Mr Chua Kheng Wee Louis (Sengkang): Chairman, last year, I spoke in this house about the importance of flexible work arrangements and called upon the Government to lead the adoption of flexible work arrangements (FWAs). In the past two years, COVID-19 has drastically changed the way we work, but as we start to get back on track to living with COVID-19, there is considerable anxiousness and concern that the gains we have made on FWAs could be lost.
The Public Service Division (PSD) has introduced flexible work arrangements but I read with grave concern the Government’s stance that hybrid work is not an entitlement, and that the requirements of the job take precedence. I am concerned that the signalling from the PSD may roll such efforts back in the private sector as well.
Research shows that flexible work arrangements bring various economic benefits, including increased productivity and innovation, better employee morale, as well as attracting more talent. For employees, this can also bring improved work life balance and mental health.
In response to my Parliamentary Question (PQ) in February, Minister Chan noted that some 60% of the Civil Service are in frontline functions, such as schools or the uniformed services agencies, which are not suited to be performed from home on a sustained basis. However, where operationally feasible, Public Service agencies can exercise flexibility and discuss FWAs with these officers.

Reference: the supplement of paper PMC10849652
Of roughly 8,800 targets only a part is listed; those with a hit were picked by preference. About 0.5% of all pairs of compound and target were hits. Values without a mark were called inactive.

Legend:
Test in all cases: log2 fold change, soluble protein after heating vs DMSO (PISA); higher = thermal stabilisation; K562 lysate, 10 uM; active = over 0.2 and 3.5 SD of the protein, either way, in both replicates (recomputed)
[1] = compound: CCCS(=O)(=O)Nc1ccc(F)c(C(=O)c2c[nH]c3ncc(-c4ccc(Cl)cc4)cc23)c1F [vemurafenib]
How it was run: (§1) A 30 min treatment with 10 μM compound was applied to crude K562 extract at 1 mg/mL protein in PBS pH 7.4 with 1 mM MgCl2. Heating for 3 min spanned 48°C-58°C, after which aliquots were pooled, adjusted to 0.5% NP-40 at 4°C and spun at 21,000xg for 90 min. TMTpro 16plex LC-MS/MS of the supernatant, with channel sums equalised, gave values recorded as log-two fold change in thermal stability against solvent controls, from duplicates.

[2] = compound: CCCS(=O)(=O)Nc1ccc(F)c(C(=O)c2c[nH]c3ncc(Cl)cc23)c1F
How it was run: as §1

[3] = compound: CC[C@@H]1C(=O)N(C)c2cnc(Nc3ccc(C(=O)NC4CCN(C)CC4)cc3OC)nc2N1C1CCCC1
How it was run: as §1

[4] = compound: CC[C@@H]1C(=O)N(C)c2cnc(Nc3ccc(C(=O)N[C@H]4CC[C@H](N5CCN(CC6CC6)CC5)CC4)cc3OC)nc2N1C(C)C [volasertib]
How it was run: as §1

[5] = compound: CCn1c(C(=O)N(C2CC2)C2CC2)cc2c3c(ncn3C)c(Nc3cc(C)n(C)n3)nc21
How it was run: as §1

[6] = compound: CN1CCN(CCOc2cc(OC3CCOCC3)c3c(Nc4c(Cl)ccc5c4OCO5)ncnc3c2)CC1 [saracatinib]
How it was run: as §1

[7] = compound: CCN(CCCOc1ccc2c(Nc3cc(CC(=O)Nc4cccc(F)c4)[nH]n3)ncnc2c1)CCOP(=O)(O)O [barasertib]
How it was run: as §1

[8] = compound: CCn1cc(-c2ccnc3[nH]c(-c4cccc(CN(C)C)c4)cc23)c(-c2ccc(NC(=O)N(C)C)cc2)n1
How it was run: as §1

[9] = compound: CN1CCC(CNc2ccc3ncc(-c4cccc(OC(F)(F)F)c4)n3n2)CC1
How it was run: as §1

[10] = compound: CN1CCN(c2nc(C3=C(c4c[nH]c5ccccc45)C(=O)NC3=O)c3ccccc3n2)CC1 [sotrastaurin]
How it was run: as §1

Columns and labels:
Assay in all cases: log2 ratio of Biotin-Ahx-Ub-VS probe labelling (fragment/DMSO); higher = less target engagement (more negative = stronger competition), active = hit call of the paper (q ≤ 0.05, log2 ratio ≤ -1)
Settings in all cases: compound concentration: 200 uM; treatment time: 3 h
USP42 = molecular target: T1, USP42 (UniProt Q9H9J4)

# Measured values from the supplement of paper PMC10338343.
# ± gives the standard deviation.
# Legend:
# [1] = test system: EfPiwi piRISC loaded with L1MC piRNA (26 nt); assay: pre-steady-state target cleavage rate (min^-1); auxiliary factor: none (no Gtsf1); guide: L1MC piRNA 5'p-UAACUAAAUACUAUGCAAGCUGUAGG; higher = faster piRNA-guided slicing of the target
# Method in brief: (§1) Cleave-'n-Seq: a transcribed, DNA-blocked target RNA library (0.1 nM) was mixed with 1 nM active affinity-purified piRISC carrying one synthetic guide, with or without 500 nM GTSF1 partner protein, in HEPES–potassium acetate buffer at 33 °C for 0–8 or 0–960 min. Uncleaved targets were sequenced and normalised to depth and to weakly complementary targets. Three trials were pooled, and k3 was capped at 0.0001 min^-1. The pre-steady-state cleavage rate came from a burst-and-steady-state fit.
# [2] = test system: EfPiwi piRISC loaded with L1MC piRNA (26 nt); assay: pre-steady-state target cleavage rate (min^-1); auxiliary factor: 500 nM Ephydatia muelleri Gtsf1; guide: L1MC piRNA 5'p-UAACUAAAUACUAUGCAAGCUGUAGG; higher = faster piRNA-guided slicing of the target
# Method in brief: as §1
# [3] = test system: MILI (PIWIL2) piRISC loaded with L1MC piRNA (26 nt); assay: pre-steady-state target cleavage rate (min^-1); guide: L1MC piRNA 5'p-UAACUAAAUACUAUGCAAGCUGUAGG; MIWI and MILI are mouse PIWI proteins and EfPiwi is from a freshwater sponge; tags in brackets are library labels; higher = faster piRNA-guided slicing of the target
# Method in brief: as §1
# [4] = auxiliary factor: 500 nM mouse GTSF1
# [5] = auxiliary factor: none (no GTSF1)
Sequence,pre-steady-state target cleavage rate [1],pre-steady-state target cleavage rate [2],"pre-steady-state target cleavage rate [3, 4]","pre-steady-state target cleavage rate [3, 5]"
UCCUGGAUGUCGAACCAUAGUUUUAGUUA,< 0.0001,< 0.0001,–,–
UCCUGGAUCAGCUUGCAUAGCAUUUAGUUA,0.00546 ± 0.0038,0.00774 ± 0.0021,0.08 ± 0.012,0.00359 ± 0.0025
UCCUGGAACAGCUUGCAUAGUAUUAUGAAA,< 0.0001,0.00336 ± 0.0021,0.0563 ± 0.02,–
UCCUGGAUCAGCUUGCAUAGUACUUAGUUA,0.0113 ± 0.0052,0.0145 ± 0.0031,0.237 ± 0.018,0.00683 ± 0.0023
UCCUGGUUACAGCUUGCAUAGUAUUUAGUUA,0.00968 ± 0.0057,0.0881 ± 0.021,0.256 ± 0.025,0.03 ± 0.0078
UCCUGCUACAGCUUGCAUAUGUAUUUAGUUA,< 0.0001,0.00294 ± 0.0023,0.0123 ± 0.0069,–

To me, the starting point has to be that FWAs is an obligation on the part of employers, and thereafter, discussions can be made on how these can be tailored to individual job circumstances.
In a related point on FWAs is the idea of a four-day week. I shared in a speech last year the benefits that this could bring. Since then, the UK has also announced a four-day work week pilot. As shared by the director of the four-day week campaign in the UK, similar programmes are set to start in the US and Ireland, with more planned for Canada, Australia and New Zealand.
Many companies and governments have already started to implement flexible work arrangements and four-day work weeks. For example, the Victorian state government has made flexible work available by default to all employees since 2021, focusing on service delivery outcomes, as well as employee support and well-being . Finland’s Working Hours Act, first passed in 1996, was updated to give employees flexibility to shorten or extend their workday by up to four hours. Closer to home, local banks such as UOB and DBS have also instituted permanent flexible work arrangements.
I ask that the Government demonstrate a commitment to this new way of work and maintaining the attractiveness of Singapore as a place to work. I hope the Government will take decisive steps to increase the adoption of FWAs, through legislating a baseline level of flexible work, conducting four-day work week pilots and allowing the Public Service a leadership role to implement more flexible work arrangements.
4 March 2022
Ministry of Manpower